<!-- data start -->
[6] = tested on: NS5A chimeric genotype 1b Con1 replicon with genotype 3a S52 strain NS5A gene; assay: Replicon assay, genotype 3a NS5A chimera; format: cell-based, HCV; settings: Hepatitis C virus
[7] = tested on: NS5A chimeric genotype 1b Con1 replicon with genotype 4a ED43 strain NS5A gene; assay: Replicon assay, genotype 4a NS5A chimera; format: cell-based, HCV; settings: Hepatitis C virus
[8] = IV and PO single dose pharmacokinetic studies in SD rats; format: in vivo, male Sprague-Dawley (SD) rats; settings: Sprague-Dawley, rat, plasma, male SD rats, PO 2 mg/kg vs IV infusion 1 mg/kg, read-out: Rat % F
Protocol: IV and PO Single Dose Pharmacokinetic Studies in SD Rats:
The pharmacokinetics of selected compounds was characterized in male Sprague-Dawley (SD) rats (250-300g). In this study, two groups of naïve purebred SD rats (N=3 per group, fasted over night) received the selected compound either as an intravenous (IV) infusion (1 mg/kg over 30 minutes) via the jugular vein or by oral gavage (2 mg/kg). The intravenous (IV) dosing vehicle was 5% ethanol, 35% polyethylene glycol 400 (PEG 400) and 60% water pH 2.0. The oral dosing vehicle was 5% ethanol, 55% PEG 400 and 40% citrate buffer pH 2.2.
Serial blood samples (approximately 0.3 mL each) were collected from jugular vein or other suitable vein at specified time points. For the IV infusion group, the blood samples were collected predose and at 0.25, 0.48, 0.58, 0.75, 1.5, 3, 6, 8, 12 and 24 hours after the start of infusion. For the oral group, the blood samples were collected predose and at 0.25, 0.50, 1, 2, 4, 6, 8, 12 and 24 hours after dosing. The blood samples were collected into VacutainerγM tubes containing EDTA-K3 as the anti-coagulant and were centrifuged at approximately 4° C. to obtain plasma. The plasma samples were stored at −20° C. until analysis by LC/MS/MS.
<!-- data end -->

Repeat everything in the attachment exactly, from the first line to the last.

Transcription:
[6] = tested on: NS5A chimeric genotype 1b Con1 replicon with genotype 3a S52 strain NS5A gene; assay: Replicon assay, genotype 3a NS5A chimera; format: cell-based, HCV; settings: Hepatitis C virus
[7] = tested on: NS5A chimeric genotype 1b Con1 replicon with genotype 4a ED43 strain NS5A gene; assay: Replicon assay, genotype 4a NS5A chimera; format: cell-based, HCV; settings: Hepatitis C virus
[8] = IV and PO single dose pharmacokinetic studies in SD rats; format: in vivo, male Sprague-Dawley (SD) rats; settings: Sprague-Dawley, rat, plasma, male SD rats, PO 2 mg/kg vs IV infusion 1 mg/kg, read-out: Rat % F
Protocol: IV and PO Single Dose Pharmacokinetic Studies in SD Rats:
The pharmacokinetics of selected compounds was characterized in male Sprague-Dawley (SD) rats (250-300g). In this study, two groups of naïve purebred SD rats (N=3 per group, fasted over night) received the selected compound either as an intravenous (IV) infusion (1 mg/kg over 30 minutes) via the jugular vein or by oral gavage (2 mg/kg). The intravenous (IV) dosing vehicle was 5% ethanol, 35% polyethylene glycol 400 (PEG 400) and 60% water pH 2.0. The oral dosing vehicle was 5% ethanol, 55% PEG 400 and 40% citrate buffer pH 2.2.
Serial blood samples (approximately 0.3 mL each) were collected from jugular vein or other suitable vein at specified time points. For the IV infusion group, the blood samples were collected predose and at 0.25, 0.48, 0.58, 0.75, 1.5, 3, 6, 8, 12 and 24 hours after the start of infusion. For the oral group, the blood samples were collected predose and at 0.25, 0.50, 1, 2, 4, 6, 8, 12 and 24 hours after dosing. The blood samples were collected into VacutainerγM tubes containing EDTA-K3 as the anti-coagulant and were centrifuged at approximately 4° C. to obtain plasma. The plasma samples were stored at −20° C. until analysis by LC/MS/MS.